Mixing and matching of Covid-19 vaccines is a “dangerous” trend as there is no sufficient backup data available to support its efficacy, the WHO has warned.
“We’re in a data-free, evidence-free zone here as far as mix-and-match,” Soumya Swaminathan, WHO’s chief scientist said during an online briefing. “There is limited data on mix and match.
“It will be a chaotic situation in countries if citizens start deciding when and who will be taking a second, a third, and a fourth dose,” she said.
Pharmaceutical companies are offering booster shots. Shots of Pfizer-BioNTech, Moderna, University of Oxford-AstraZeneca, Bharat Biotech as well as the Russian Sputnik V, are all required to be administered in two doses with the prescribed intervals between the shots differing for each vaccine.
Sputnik V also has a single-dose vaccine named Sputnik V Lite and the jab by Johnson & Johnson is a single-dose vaccine.
The WHO’s director-general Tedros Adhanom Ghebreyesus said that the global gap in Covid-19 vaccine supply was “hugely uneven and inequitable.” “Some countries and regions are actually ordering millions of booster doses before other countries have had supplies to vaccinate their health workers and most vulnerable.”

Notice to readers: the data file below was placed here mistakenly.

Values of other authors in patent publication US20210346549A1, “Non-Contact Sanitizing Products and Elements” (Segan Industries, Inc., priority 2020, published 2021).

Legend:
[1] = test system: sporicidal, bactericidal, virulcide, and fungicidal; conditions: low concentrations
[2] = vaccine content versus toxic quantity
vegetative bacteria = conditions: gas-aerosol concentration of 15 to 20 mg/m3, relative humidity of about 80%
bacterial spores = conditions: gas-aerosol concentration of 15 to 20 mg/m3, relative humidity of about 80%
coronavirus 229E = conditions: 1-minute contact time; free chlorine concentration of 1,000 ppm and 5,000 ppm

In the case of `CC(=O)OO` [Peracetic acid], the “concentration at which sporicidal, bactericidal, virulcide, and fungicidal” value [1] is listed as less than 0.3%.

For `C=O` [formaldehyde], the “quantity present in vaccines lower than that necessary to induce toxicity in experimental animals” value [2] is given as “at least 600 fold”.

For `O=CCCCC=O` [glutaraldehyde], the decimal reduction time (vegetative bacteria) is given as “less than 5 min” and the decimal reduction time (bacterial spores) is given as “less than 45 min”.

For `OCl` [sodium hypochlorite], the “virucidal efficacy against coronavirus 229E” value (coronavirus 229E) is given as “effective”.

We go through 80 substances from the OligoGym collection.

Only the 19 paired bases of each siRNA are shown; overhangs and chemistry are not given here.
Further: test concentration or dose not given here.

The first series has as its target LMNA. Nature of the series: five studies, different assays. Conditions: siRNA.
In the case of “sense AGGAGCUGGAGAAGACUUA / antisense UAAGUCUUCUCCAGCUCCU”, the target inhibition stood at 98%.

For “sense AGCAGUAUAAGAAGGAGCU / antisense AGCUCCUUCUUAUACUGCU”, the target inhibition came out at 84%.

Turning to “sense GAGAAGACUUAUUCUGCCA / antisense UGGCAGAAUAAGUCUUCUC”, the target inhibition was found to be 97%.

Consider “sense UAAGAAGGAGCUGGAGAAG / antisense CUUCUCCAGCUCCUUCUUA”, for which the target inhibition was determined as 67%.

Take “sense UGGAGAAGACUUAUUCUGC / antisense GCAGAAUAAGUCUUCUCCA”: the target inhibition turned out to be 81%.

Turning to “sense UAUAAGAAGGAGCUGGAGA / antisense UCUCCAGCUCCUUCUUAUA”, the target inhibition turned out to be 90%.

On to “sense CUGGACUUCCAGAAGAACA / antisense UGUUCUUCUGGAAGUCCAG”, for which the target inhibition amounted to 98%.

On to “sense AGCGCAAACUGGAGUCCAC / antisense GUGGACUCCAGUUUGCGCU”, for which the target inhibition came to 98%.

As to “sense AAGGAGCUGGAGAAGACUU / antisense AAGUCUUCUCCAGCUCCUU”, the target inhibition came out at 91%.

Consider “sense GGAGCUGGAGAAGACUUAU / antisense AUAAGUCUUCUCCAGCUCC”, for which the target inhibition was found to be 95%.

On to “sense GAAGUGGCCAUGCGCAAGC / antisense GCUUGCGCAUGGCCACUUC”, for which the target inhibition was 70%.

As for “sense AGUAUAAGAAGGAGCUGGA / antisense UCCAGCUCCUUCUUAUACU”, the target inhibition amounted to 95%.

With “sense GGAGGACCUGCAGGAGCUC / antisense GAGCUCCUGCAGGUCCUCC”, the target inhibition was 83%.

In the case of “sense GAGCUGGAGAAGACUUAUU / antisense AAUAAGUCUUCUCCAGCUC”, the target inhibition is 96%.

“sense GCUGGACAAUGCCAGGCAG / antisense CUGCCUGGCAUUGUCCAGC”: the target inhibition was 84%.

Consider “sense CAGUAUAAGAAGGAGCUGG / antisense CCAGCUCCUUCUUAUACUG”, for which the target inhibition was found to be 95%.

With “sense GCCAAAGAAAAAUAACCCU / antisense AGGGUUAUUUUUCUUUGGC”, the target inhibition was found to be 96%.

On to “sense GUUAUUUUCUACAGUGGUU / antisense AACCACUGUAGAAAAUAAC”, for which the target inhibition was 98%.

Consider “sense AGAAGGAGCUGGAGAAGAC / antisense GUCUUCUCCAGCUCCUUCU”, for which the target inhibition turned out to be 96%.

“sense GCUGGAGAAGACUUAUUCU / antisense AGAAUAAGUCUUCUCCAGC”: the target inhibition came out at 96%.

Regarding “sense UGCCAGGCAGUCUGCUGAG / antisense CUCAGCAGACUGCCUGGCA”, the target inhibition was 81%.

Tedros Adhanom Ghebreyesus, according to a WHO statement said, companies must send vaccines to poorer countries whose unvaccinated citizens desperately need them against a Delta variant which is “ripping around the world at a scorching pace driving a new side in cases and death.”
And after 10 weeks of declines, deaths are increasing again.
“We continue to hear reports from all regions of the world about hospitals reaching capacity. In countries with low vaccine coverage, the situation is particularly bad,” he said.
Delta is now in more than 104 countries and “we expect it to soon be the dominant COVID-19 strain circulating worldwide. The world is watching in real-time as the COVID-19 virus continues to change and become more transmissible.”
Instead of Moderna and Pfizer prioritizing the supply of vaccines as boosters to countries whose populations have relatively high coverage, “we need them to go all out to channel supply to COVAX, the Africa Vaccine Acquisition Task Team, and low- and low-middle income countries, which have very low vaccine coverage,” he said